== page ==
As was the case with the two most recent school shootings, there usually are warning signs, Stephens said. He told administrators about an incident that began between two boys fighting over a girl, through instant messaging. The girl showed one boy what the other boy had said, which then led to violence at school.
‘The parents might know’ about the instant messaging, said Stephens. ‘Some parents will say (to the children) do what you need to do, and the school officials won’t even know.’
The school didn’t know in this case, which is a big factor when it comes to what school officials decide to do, said Stephens.
‘I always ask, what did you know, when did you know it, and what did you do about it,’ he said.
In 2003, Stephens said it was estimated that six out of 10 teens in the United States witnessed bullying in school at least once a day.
That evening, Stephens and others who attended throughout the day, as well as Sheriff Mike Deatrick, Chief Gary Gilley and Prosecutor Dennis Byrd, met in the Corydon Central Auditorium.
Stephens said he found it comforting that the community had him come before a crisis had occurred, because usually he comes in after a crisis, to find a way to prevent another one from happening.
The parents in Corydon were mostly concerned with threats that their children have received, a matter that was brought up throughout the day. Stephens answer was always the same:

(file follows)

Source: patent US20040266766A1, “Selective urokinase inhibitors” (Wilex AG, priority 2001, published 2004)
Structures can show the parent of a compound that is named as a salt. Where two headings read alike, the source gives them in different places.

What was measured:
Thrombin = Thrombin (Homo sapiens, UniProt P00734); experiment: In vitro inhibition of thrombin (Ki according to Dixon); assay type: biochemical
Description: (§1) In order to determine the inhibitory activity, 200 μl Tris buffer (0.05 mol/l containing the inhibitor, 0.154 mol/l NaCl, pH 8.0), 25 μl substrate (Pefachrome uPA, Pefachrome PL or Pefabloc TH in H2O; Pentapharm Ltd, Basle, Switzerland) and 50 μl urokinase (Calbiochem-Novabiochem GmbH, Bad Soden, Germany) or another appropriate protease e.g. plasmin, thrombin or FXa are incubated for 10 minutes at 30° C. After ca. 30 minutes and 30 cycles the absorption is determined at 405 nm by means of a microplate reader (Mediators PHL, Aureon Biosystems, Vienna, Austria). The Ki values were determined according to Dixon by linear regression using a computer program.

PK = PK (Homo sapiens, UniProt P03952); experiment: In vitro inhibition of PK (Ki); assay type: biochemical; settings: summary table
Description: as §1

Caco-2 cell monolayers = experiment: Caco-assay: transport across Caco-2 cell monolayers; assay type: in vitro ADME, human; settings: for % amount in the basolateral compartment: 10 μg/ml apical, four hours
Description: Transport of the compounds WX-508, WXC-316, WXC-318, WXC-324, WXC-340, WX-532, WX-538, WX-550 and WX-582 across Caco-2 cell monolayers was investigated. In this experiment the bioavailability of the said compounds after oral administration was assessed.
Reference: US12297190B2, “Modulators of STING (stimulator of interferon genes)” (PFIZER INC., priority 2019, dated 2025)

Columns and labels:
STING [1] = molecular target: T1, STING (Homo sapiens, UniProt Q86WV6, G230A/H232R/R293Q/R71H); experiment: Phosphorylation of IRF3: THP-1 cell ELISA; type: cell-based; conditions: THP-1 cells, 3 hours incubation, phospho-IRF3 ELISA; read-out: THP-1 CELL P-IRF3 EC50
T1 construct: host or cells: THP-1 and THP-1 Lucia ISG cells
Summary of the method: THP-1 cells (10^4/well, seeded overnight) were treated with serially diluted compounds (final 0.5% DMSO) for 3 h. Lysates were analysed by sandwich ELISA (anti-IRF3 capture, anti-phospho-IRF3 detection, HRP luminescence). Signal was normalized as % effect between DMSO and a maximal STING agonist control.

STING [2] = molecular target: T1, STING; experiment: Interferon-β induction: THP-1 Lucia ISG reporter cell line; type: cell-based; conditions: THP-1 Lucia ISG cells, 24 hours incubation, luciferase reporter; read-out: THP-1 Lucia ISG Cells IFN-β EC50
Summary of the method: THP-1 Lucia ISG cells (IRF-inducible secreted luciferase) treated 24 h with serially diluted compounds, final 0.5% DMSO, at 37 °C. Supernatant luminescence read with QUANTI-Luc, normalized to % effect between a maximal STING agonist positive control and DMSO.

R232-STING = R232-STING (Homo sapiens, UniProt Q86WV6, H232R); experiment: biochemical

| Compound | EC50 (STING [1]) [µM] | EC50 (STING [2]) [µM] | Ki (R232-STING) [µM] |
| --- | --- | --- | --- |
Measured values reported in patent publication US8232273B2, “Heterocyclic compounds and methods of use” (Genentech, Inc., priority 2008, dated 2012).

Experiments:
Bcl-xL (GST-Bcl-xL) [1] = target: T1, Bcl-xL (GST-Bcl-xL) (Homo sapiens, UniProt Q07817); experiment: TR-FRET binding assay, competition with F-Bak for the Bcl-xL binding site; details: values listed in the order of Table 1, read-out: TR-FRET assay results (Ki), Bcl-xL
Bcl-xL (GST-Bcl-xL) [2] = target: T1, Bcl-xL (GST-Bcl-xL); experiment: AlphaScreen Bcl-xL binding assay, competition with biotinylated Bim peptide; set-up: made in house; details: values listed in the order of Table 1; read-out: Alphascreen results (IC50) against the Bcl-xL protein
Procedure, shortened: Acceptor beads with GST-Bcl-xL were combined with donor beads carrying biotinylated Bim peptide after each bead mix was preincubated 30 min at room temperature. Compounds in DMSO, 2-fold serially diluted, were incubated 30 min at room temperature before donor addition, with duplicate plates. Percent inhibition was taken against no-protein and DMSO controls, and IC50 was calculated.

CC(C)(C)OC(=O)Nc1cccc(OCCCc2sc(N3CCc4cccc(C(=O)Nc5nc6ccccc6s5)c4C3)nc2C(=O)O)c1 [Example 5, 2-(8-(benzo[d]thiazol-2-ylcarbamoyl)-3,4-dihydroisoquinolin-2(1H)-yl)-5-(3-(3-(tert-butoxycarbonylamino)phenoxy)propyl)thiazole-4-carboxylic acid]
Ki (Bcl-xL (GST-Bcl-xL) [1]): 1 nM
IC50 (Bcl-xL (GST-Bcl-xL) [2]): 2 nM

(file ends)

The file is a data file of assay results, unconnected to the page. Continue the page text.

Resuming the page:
‘Once there is a threat, particularly a death threat, then it becomes a criminal matter,’ and police should be called to investigate, he said. ‘We, as adults, don’t deal with threats, theft, harassment, rape and other crimes, and our children shouldn’t either.’
Matt Kellems, in addition to his duties as athletic director and assistant principal at Lanesville Junior-Senior High School, is the safety officer for the Lanesville Community School Corp.
‘We’re always looking at safety precautions that we can take,’ he said, adding that the goal is to always be improving safety for the students.
Besides completing required yearly training, Kellems said he annually reviews the corporation’s emergency plan.
Ken Oppel, school safety officer in addition to transportation director and assistant superintendent at North Harrison Community School Corp., said after completing his annual training, he meets with building principals. They occasionally practice drills with students.
‘People may not see what we’re doing,’ he said, ‘but we’re doing things.
Oppel said he believes all schools are safe places and that administrators take their charge of keeping students safe seriously.
Dr. Clark, at the conclusion of the afternoon session on Nov. 2, said he wouldn’t want to be anywhere else, that this community, including all the schools in the county, is where he wants to be.
South Harrison schools hope to work with local police to work out various scenarios at its schools.
At the Corydon campus, there are several places to have a command center, in case of an act of terror occurs. At the South Central campus, the school might work with the nearby golf course, and work with a nearby church at Heth-Washington and New Middletown Elementary schools.
‘I’m very proud of our students and staff at Corydon Central and South Central,’ he said. ‘Kids have a fundamental right to walk our halls and not be afraid.
‘I wouldn’t trade jobs with anyone at Floyd County or Greater Clark County, even though they recently brought in the President. We’re committed to making it work, to make the kids comfortable, make the schools in our community safe, and I believe in my heart that we’ll make it work.’
Information for this story was also gathered by Assistant Editor Jo Ann Spieth-Saylor.